We hold that counsel's inquiry prior to filing the first removal petition was not reasonable under Rule 11, and therefore reverse the district court's denial of sanctions for that petition. We affirm the district court's denial of sanctions for the second removal petition.


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We note initially that we review de novo the district court's legal conclusion that counsel's conduct in this case did not constitute a violation of Rule 11. Brown v. Federation of State Medical Boards, 830 F.2d 1429, 1434 (7th Cir.1987).



Rule 11 imposes an affirmative duty of reasonable investigation on an attorney signing a court paper such as a removal petition. Whether the pre-filing investigation was reasonable depends on the circumstances of each case. In re Yagman, 796 F.2d 1165, 1182 (9th Cir.1986). The signer's investigation need not be carried to the point of certainty. Nemmers v. United States, 795 F.2d 628, 632 (7th Cir.1986). "The amount of investigation required by Rule 11 depends on both the time available to investigate and on the probability that more investigation will turn up important evidence; the Rule does not require steps that are not cost-justified." Szabo Food Service, Inc. v. Canteen Corp., 823 F.2d 1073, 1083 (7th Cir.1987). In Brown, we noted factors bearing on whether a signer's inquiry into the facts was reasonable:


whether the signer of the documents had sufficient time for investigation; the extent to which the attorney had to rely on his or her client for the factual foundation underlying the pleading, motion or other paper; whether the case was accepted from another attorney; the complexity of the facts and the attorney's ability to do a sufficient pre-filing investigation; and whether discovery would have been beneficial to the development of the underlying facts.


830 F.2d at 1435.


Applying these factors to counsel's inquiry before filing the first removal petition, we find his investigation deficient under Rule 11. Courts may grant more leeway where the attorney is severely pressed for time. In re TCI Ltd., 769 F.2d 441, 446 (7th Cir.1985). Counsel for JLI was in no way pressed for time; he took advantage of the full period authorized by statute.3 He had almost five weeks to determine, in the face of Auto Lube's allegation in its complaint that JL-Illinois was an Illinois corporation, the actual corporate citizenship.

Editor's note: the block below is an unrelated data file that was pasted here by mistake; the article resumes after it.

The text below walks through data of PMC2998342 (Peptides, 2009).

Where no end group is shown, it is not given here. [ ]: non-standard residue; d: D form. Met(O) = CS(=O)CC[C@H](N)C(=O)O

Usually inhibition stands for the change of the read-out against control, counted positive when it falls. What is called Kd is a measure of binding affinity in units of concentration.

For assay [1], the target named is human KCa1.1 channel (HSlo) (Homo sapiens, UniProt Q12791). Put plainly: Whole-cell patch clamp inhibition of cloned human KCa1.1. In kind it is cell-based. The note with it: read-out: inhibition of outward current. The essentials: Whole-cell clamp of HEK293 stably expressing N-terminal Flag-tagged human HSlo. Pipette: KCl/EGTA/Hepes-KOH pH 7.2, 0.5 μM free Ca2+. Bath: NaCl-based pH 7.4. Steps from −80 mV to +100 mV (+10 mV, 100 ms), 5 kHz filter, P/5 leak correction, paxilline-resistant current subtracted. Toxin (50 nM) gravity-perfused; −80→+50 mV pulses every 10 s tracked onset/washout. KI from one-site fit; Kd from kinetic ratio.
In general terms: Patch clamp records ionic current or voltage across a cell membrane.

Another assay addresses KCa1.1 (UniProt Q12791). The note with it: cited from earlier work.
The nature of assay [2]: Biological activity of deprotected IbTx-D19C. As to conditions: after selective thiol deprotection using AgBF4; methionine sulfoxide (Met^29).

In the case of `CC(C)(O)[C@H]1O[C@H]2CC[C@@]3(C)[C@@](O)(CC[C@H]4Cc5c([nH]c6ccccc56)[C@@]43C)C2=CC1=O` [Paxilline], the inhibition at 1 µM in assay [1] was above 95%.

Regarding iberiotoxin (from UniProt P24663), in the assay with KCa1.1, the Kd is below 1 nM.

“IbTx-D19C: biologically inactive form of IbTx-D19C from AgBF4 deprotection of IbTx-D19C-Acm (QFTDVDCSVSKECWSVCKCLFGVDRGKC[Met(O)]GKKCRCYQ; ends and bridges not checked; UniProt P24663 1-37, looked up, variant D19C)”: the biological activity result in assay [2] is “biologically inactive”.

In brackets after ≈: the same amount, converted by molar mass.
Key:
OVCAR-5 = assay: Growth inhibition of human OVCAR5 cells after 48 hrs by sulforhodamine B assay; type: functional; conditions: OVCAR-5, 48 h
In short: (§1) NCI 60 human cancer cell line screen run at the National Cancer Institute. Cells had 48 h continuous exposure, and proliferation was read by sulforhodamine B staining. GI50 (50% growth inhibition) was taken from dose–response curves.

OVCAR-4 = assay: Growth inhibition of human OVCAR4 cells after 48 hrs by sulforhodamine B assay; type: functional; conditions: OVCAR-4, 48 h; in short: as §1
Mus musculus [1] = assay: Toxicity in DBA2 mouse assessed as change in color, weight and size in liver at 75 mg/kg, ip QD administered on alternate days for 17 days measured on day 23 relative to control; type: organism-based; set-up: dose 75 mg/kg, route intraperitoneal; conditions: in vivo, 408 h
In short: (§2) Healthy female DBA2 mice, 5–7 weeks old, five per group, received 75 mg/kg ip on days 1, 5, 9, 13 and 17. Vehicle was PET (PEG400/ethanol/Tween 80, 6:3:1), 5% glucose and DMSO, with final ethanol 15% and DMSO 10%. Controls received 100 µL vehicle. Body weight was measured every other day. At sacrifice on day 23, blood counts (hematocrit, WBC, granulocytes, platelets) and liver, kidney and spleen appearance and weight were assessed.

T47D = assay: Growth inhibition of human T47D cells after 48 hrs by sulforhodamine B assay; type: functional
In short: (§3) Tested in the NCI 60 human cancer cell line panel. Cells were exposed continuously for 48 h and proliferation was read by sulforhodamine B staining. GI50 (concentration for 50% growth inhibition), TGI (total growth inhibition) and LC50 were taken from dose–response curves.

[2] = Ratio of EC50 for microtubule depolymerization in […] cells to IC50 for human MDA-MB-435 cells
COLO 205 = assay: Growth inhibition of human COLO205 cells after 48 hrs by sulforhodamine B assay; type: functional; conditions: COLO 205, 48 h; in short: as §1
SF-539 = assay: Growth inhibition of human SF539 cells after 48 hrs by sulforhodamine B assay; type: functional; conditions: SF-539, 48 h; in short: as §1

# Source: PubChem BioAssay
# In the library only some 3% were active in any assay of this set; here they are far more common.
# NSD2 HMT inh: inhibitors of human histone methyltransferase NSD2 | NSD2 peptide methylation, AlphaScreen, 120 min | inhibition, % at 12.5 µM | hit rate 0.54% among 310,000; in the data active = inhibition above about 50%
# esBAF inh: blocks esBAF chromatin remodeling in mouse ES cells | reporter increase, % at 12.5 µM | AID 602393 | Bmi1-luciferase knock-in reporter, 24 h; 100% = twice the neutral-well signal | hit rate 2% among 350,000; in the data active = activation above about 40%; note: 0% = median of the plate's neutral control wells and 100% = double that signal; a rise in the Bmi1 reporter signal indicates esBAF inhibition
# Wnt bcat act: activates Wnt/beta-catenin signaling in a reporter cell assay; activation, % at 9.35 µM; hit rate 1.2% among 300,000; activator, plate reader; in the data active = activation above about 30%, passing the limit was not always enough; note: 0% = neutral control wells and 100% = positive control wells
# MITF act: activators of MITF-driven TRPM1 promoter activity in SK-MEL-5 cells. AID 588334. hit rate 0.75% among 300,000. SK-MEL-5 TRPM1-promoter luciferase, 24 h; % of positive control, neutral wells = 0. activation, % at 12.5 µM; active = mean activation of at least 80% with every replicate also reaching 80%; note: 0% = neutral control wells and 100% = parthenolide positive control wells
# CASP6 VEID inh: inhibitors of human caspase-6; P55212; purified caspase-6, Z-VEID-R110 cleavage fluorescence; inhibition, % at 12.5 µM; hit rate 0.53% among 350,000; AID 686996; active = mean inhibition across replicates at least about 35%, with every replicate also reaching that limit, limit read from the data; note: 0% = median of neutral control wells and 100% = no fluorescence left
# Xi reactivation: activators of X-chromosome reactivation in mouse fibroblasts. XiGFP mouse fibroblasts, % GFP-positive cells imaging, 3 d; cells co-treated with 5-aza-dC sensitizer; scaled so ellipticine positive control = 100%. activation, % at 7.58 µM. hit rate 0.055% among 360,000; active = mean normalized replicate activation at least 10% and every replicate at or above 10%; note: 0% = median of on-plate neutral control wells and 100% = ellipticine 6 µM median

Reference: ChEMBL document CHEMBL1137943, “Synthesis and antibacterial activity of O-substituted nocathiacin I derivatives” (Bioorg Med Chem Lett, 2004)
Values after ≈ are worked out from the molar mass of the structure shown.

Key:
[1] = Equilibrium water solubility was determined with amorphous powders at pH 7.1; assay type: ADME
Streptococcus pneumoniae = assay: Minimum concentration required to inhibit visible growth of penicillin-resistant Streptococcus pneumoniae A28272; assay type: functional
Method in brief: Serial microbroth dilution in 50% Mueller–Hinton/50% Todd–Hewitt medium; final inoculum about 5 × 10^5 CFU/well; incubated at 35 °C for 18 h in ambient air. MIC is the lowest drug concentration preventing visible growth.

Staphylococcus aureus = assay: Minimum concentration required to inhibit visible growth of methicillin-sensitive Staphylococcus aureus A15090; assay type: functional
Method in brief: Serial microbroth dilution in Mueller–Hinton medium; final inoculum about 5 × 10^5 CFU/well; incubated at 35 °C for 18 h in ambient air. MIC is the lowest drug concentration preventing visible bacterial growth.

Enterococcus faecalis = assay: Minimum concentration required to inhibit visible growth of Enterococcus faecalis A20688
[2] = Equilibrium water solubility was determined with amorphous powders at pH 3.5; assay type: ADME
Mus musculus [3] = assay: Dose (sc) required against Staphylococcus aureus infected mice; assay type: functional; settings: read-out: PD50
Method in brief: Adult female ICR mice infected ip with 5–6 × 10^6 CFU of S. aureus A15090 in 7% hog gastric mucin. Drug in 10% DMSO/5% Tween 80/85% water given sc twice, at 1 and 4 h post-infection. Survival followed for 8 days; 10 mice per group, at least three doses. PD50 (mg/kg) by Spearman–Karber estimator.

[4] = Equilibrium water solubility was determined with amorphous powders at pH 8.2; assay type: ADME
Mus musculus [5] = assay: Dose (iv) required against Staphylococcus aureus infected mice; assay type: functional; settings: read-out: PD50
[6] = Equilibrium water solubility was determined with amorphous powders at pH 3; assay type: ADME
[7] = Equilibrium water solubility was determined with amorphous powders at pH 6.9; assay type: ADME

Further, counsel did not need to rely on either his associate or JL-Illinois' general counsel for the required information. The information was readily available. A corporation's state of incorporation is a matter of public record, and is available either through the Secretary of State or from the corporation's own books. Counsel could have pursued at least one of these simple, readily available and authoritative avenues of inquiry. See Nassau-Suffolk Ice Cream v. Integrated Resources, Inc., 114 F.R.D. 684, 689 (S.D.N.Y.1987) ("When the attorney can get the information necessary to certify the validity of the claim in public fashion and need not rely on the client, he must do so."). See also Calloway v. Marvel Entertainment Group, 111 F.R.D. 637, 646-47 (S.D.N.Y.1986) (failure to consult document expert when alleging forgery was unreasonable).


So far as the record indicates, JLI's attorney handled this case from its inception. The fact of JL-Illinois' corporate citizenship was far from complex, and there appears to be no reason why counsel could not have checked this element of jurisdiction before filing the first removal petition. Finally, JLI's counsel did not require discovery to determine his client's subsidiary's corporate citizenship.


All of the factors we enunciated in Brown thus indicate that counsel's inquiry prior to filing the first petition was unreasonable. Counsel's lack of investigation was particularly inexcusable here where both the state court complaint and the corporation's very name put counsel on notice that JL-Illinois was an Illinois corporation. In so holding, we do not prescribe one means of verification for every Rule 11 inquiry into the existence of diversity jurisdiction. We hold only that under Brown and on the facts of this case, more was required of counsel.



As to the second removal petition, we affirm the district court's finding that JLI's lawyer made a reasonable inquiry into the law, and that the petition was not filed for an improper purpose. Counsel's inquiry is deficient if the court paper is "frivolous, legally unreasonable, or without factual foundation, even though the paper was not filed in bad faith." Zaldivar v. City of Los Angeles, 780 F.2d 823, 831 (9th Cir.1986). See Federal Deposit Ins. Corp. v. Elefant, 790 F.2d 661, 667 (7th Cir.1986) ("the taking of an objectively unsupported position" is sanctionable). We stated in Brown that the district court, in determining whether counsel has made a reasonable inquiry into the law, should consider:


the amount of time the attorney had to prepare the document and research the relevant law; whether the document contained a plausible view of the law; the complexity of the legal questions involved; and whether the document was a good faith effort to extend or modify the law.


830 F.2d at 1435. We must determine only whether the arguments actually advanced by counsel were reasonable, and not whether reasonable arguments could have been advanced in support of counsel's position. In re Ronco, Inc., 838 F.2d 212, 218 (7th Cir.1988).